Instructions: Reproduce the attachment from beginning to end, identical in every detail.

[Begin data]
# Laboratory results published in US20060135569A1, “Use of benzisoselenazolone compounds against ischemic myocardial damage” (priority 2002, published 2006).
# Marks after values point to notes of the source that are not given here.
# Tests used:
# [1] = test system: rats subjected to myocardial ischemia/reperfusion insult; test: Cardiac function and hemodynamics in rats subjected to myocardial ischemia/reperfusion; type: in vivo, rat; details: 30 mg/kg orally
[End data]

# Laboratory results published in US20060135569A1, “Use of benzisoselenazolone compounds against ischemic myocardial damage” (priority 2002, published 2006).
# Marks after values point to notes of the source that are not given here.
# Tests used:
# [1] = test system: rats subjected to myocardial ischemia/reperfusion insult; test: Cardiac function and hemodynamics in rats subjected to myocardial ischemia/reperfusion; type: in vivo, rat; details: 30 mg/kg orally